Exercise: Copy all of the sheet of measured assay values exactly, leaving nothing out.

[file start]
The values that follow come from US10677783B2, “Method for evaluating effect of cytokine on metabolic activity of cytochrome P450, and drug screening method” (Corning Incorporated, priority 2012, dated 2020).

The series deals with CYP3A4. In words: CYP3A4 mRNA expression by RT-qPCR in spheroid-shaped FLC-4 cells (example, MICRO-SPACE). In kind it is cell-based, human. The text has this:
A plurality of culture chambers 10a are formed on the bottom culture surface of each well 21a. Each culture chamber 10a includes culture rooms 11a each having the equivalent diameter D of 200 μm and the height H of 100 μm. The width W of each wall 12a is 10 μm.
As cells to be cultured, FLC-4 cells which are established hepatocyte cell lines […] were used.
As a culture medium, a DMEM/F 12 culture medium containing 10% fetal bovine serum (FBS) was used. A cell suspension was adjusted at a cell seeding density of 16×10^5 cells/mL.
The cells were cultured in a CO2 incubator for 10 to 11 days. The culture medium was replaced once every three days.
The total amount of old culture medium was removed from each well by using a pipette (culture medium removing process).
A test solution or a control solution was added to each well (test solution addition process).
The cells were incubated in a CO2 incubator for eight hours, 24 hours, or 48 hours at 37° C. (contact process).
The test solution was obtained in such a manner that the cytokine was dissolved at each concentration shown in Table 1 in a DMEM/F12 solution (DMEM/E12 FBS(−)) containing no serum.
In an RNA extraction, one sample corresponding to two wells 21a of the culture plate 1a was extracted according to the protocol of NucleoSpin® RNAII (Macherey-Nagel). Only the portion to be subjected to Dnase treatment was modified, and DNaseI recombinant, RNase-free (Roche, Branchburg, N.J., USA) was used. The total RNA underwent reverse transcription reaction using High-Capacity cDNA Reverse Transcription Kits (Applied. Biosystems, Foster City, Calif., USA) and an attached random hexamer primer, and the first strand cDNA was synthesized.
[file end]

The values that follow come from US10677783B2, “Method for evaluating effect of cytokine on metabolic activity of cytochrome P450, and drug screening method” (Corning Incorporated, priority 2012, dated 2020).

The series deals with CYP3A4. In words: CYP3A4 mRNA expression by RT-qPCR in spheroid-shaped FLC-4 cells (example, MICRO-SPACE). In kind it is cell-based, human. The text has this:
A plurality of culture chambers 10a are formed on the bottom culture surface of each well 21a. Each culture chamber 10a includes culture rooms 11a each having the equivalent diameter D of 200 μm and the height H of 100 μm. The width W of each wall 12a is 10 μm.
As cells to be cultured, FLC-4 cells which are established hepatocyte cell lines […] were used.
As a culture medium, a DMEM/F 12 culture medium containing 10% fetal bovine serum (FBS) was used. A cell suspension was adjusted at a cell seeding density of 16×10^5 cells/mL.
The cells were cultured in a CO2 incubator for 10 to 11 days. The culture medium was replaced once every three days.
The total amount of old culture medium was removed from each well by using a pipette (culture medium removing process).
A test solution or a control solution was added to each well (test solution addition process).
The cells were incubated in a CO2 incubator for eight hours, 24 hours, or 48 hours at 37° C. (contact process).
The test solution was obtained in such a manner that the cytokine was dissolved at each concentration shown in Table 1 in a DMEM/F12 solution (DMEM/E12 FBS(−)) containing no serum.
In an RNA extraction, one sample corresponding to two wells 21a of the culture plate 1a was extracted according to the protocol of NucleoSpin® RNAII (Macherey-Nagel). Only the portion to be subjected to Dnase treatment was modified, and DNaseI recombinant, RNase-free (Roche, Branchburg, N.J., USA) was used. The total RNA underwent reverse transcription reaction using High-Capacity cDNA Reverse Transcription Kits (Applied. Biosystems, Foster City, Calif., USA) and an attached random hexamer primer, and the first strand cDNA was synthesized.